As I wrote in “Fertilize Your Gut? You Bet! Here’s How“, the following five classes of foods help to boost the health of your microbiome. Try to incorporate several into your meals each day.
Prebiotics: bananas, oats, flaxseed, chia seed, dandelion greens, raw garlic, chicory root, raw jicama, apples, onions, seaweed, Jerusalem artichoke.
Probiotics: kimchi, kombucha, miso, sauerkraut, tempeh, brine or water cured olives, kefir, yogurt, and fermented pickles.
Insoluble fiber: beans, whole grains, coconut, popcorn, and nuts.
Vegetables for gut-supporting butyrate: arugula, watercress, kale, collards, spinach, and wild greens.
Resistant starch: green bananas, cooked then cooled potatoes, cashews, and raw oats.
Additionally, here are my favorite herbs for promoting gut health and cooling inflammation:
Reishi and lion’s mane mushrooms powerfully tame the inflammatory response, which helps to break the vicious cycle of leaky gut and inflammation. Next is prebiotic-rich turkey tail mushroom that encourages a healthy microbiome by feeding the “good” bacteria while controlling the overgrowth of candida. Plantain is another exceptional anti-inflammatory as it soothes the mucous membranes in the digestive tract. Lastly, slippery elm and marshmallow both form a protective layer that allows the gut to regenerate.
Each of these healing botanicals are included in my Balanced Gut Tincture. Are you ready to heal your gut and calm chronic inflammation? If so, visit the apothecary today!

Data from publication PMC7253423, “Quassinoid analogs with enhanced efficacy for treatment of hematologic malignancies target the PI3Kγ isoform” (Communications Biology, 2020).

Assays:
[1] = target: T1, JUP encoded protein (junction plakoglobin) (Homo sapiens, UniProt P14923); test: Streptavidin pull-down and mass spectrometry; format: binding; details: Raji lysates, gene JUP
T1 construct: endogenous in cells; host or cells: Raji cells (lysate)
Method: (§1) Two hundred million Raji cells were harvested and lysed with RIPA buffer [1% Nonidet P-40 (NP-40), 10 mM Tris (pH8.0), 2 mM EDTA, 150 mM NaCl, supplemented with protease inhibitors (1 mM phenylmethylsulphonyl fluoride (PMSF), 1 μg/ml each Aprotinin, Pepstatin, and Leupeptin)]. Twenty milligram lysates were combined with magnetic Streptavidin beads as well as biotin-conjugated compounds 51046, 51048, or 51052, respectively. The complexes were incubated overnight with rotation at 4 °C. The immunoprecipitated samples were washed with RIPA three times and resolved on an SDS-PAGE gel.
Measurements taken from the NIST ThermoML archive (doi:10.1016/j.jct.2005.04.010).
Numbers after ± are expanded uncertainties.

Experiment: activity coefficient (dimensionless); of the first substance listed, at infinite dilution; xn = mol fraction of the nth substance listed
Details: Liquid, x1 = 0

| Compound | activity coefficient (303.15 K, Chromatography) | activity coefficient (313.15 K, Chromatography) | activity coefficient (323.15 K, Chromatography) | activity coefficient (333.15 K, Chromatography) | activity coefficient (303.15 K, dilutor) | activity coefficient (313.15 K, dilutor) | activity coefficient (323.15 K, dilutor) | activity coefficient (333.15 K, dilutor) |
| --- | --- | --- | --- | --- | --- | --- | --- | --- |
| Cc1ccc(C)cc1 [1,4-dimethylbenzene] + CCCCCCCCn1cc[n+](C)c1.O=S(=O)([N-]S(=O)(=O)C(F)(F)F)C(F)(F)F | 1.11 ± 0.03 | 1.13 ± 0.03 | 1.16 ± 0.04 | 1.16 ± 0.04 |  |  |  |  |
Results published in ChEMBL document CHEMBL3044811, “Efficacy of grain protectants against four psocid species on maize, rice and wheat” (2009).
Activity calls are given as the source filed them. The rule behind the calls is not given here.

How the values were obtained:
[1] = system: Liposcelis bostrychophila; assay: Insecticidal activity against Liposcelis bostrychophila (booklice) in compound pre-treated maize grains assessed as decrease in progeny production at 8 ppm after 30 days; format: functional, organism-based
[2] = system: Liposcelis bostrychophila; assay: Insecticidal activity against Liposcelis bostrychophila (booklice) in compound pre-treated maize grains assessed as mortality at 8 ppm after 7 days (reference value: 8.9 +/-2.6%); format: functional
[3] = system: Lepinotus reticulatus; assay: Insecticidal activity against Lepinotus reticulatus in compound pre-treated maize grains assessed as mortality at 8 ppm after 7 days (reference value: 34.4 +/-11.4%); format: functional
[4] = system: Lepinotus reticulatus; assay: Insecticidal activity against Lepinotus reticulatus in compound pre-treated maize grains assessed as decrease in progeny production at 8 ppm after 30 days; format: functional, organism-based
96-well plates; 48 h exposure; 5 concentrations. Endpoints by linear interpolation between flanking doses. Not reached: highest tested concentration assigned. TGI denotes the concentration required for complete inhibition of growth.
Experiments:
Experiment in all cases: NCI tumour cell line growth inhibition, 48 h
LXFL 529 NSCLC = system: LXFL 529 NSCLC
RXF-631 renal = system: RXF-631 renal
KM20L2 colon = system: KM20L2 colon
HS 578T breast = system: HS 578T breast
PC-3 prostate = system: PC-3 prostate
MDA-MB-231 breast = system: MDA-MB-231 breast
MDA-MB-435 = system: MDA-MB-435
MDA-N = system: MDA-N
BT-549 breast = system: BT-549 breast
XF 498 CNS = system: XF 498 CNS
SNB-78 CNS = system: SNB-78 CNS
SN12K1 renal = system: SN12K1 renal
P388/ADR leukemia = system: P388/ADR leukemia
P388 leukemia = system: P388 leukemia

Nicole’s Apothecary Products in this Post
- Clemente, J. C., Manasson, J., & Scher, J. U. (2018). The role of the gut microbiome in systemic inflammatory disease. BMJ (Clinical research ed.), 360, j5145. https://doi.org/10.1136/bmj.j5145
- Harvard Medical School “Fighting Inflammation: How to stop the damage before it compromises your health”. https://www.health.harvard.edu/staying-healthy/understanding-inflammation
- Elisia, I., Lam, V., Cho, B. et al. The effect of smoking on chronic inflammation, immune function and blood cell composition. Sci Rep 10, 19480 (2020). https://doi.org/10.1038/s41598-020-76556-7
- Ellulu, M. S., Patimah, I., Khaza’ai, H., Rahmat, A., & Abed, Y. (2017). Obesity and inflammation: the linking mechanism and the complications. Archives of medical science : AMS, 13(4), 851–863. https://doi.org/10.5114/aoms.2016.58928
- Wang, H. J., Zakhari, S., & Jung, M. K. (2010). Alcohol, inflammation, and gut-liver-brain interactions in tissue damage and disease development. World journal of gastroenterology, 16(11), 1304–1313. https://doi.org/10.3748/wjg.v16.i11.1304
- Liu, Y. Z., Wang, Y. X., & Jiang, C. L. (2017). Inflammation: The Common Pathway of Stress-Related Diseases. Frontiers in human neuroscience, 11, 316. https://doi.org/10.3389/fnhum.2017.00316
- Sureda, A., Bibiloni, M., Julibert, A., Bouzas, C., Argelich, E., Llompart, I., Pons, A., & Tur, J. A. (2018). Adherence to the Mediterranean Diet and Inflammatory Markers. Nutrients, 10(1), 62. https://doi.org/10.3390/nu10010062
- Nicole Apelian PhD, “Why Healing a Leaky Gut Should be a Top Priority; Plus: 6 Herbs for Leaky Gut”. https://www.nicoleapelian.com/blog/why-healing-a-leaky-gut-should-be-a-top-priority-for-healthplus-6-herbs-for-leaky-gut/